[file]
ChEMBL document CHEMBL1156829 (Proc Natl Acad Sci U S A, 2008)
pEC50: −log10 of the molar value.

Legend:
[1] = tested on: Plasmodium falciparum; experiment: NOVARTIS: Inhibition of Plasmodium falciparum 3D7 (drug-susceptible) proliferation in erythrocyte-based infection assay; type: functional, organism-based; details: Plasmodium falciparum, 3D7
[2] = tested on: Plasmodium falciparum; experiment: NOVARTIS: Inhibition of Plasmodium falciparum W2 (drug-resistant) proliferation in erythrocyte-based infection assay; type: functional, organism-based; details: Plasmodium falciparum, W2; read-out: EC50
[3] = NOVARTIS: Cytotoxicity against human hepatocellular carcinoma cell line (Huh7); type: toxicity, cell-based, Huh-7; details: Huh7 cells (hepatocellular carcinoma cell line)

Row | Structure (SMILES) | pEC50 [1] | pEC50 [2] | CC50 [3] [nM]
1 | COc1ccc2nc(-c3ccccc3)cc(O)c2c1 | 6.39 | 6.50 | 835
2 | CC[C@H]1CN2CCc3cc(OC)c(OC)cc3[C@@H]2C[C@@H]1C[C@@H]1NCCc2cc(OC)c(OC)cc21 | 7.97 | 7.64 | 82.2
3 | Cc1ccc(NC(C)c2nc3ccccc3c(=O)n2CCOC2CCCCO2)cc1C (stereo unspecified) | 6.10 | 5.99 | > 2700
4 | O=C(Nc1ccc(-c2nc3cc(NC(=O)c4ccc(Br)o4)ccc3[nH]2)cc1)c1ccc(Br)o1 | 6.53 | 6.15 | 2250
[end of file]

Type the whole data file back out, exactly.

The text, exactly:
ChEMBL document CHEMBL1156829 (Proc Natl Acad Sci U S A, 2008)
pEC50: −log10 of the molar value.

Legend:
[1] = tested on: Plasmodium falciparum; experiment: NOVARTIS: Inhibition of Plasmodium falciparum 3D7 (drug-susceptible) proliferation in erythrocyte-based infection assay; type: functional, organism-based; details: Plasmodium falciparum, 3D7
[2] = tested on: Plasmodium falciparum; experiment: NOVARTIS: Inhibition of Plasmodium falciparum W2 (drug-resistant) proliferation in erythrocyte-based infection assay; type: functional, organism-based; details: Plasmodium falciparum, W2; read-out: EC50
[3] = NOVARTIS: Cytotoxicity against human hepatocellular carcinoma cell line (Huh7); type: toxicity, cell-based, Huh-7; details: Huh7 cells (hepatocellular carcinoma cell line)

Row | Structure (SMILES) | pEC50 [1] | pEC50 [2] | CC50 [3] [nM]
1 | COc1ccc2nc(-c3ccccc3)cc(O)c2c1 | 6.39 | 6.50 | 835
2 | CC[C@H]1CN2CCc3cc(OC)c(OC)cc3[C@@H]2C[C@@H]1C[C@@H]1NCCc2cc(OC)c(OC)cc21 | 7.97 | 7.64 | 82.2
3 | Cc1ccc(NC(C)c2nc3ccccc3c(=O)n2CCOC2CCCCO2)cc1C (stereo unspecified) | 6.10 | 5.99 | > 2700
4 | O=C(Nc1ccc(-c2nc3cc(NC(=O)c4ccc(Br)o4)ccc3[nH]2)cc1)c1ccc(Br)o1 | 6.53 | 6.15 | 2250